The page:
City council approves contract to start design of new water plant
City of Ocala’s current water plant [Dave Miller]
City council finally approved a new contract for the design of a new water plant with Kimley-Horn for nearly $5 million. The design cost is roughly 3.3% – 3.7% of the construction cost, and Kimley-Horn was the only vendor who submitted a proposal.
According to information provided to council on the agenda, the total construction cost of the plant is estimated to be between $135 million and $150 million, with a commitment from the Florida Department of Environmental Protection and the St. Johns River Water Management District pledging grants to cover one half of the cost of the initial buildout phase, estimated to be $72 million.
The project will be done in phases and the plant is expected to be fully operational by 2030. The initial buildout will provide approximately one-third of the plant’s total expected water production capacity.
The new plant, to be built at 3744 South Pine Ave., will include four wells drilled 1,300 feet deep into the Lower Floridan Aquifer, according to the city’s website. The new wells will bring relief to the current plant’s wells, which lead into the Upper Floridan Aquifer as well as Silver Springs.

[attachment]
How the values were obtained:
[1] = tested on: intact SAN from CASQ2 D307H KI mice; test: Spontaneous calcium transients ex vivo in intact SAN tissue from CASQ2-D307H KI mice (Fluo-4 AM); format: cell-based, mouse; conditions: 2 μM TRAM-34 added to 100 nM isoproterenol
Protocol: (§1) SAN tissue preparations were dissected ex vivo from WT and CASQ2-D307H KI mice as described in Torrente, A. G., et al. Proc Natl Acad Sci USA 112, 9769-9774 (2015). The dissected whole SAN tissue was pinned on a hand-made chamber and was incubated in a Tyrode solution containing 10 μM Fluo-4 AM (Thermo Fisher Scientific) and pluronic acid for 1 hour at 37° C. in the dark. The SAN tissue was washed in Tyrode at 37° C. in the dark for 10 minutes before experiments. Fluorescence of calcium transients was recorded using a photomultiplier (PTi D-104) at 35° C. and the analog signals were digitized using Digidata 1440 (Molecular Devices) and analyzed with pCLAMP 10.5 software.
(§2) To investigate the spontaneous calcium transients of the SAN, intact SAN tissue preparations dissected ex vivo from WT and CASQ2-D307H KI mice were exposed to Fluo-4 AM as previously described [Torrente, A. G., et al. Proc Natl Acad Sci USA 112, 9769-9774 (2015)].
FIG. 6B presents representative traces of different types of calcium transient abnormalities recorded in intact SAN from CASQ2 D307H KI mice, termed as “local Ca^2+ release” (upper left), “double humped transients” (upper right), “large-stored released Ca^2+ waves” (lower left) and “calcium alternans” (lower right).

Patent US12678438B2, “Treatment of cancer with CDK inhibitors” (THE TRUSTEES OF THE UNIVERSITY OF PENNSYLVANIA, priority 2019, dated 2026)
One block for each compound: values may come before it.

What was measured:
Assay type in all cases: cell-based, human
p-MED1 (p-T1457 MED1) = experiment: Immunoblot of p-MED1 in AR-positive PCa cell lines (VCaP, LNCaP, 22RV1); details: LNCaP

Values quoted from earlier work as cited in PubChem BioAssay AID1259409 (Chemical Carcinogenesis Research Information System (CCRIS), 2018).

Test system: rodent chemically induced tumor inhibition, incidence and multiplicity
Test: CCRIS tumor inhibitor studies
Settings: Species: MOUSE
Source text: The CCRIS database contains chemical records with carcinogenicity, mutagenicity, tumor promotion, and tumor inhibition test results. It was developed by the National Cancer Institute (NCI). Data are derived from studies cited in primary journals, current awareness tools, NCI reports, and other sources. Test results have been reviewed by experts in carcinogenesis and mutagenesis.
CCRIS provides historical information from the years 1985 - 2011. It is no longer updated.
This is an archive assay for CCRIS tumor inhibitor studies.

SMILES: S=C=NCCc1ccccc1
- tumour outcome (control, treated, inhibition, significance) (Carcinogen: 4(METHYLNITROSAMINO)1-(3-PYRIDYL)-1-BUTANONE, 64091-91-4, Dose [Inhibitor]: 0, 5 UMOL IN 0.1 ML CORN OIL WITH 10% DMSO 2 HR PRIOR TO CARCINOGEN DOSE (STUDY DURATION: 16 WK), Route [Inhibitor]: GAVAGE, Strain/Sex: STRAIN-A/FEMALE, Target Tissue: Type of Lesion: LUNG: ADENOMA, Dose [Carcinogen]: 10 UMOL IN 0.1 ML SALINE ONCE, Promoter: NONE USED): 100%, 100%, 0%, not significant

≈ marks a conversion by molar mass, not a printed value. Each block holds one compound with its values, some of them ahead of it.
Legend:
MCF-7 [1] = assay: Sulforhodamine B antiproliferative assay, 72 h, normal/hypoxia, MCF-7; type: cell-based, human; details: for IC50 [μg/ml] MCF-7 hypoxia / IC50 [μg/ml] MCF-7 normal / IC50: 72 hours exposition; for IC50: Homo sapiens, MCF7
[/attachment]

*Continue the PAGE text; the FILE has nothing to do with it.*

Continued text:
The city’s current sole water treatment plant provides roughly 12 million gallons of drinking water each day to Ocala’s 60,000 residents, according to the website. The new plant is expected to help the city keep up with demand. City engineer Sean Lanier said the current plant, built in 1972, has reached its life expectancy and is not expected to meet future regulatory requirements.
“We are projected to have the flows double in the next 20 years to approximately 26 million gallons a day,’’ Lanier previously told the Gazette, adding the new plant will be designed to produce 30 million gallons a day.